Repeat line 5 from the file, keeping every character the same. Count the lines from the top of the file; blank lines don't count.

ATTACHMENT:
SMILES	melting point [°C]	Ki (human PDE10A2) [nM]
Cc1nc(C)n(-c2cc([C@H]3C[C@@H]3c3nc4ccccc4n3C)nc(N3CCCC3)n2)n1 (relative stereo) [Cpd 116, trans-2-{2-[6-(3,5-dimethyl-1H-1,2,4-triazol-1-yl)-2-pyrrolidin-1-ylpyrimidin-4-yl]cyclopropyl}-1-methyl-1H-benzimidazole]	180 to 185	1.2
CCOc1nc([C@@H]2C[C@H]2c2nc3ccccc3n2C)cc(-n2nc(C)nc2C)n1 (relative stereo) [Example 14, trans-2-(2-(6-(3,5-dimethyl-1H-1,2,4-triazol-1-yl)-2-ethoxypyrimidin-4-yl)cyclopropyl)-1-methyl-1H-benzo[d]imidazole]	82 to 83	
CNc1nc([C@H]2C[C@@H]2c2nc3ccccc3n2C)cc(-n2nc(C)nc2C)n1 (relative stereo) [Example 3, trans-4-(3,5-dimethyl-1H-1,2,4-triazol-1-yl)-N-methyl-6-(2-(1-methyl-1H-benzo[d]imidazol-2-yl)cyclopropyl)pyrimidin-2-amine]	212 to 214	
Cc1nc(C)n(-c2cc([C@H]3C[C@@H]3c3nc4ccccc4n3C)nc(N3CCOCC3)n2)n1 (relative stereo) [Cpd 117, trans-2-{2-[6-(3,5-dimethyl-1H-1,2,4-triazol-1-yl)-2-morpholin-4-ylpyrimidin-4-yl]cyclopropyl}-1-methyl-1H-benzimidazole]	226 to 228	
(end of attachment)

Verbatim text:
Cc1nc(C)n(-c2cc([C@H]3C[C@@H]3c3nc4ccccc4n3C)nc(N3CCOCC3)n2)n1 (relative stereo) [Cpd 117, trans-2-{2-[6-(3,5-dimethyl-1H-1,2,4-triazol-1-yl)-2-morpholin-4-ylpyrimidin-4-yl]cyclopropyl}-1-methyl-1H-benzimidazole]	226 to 228	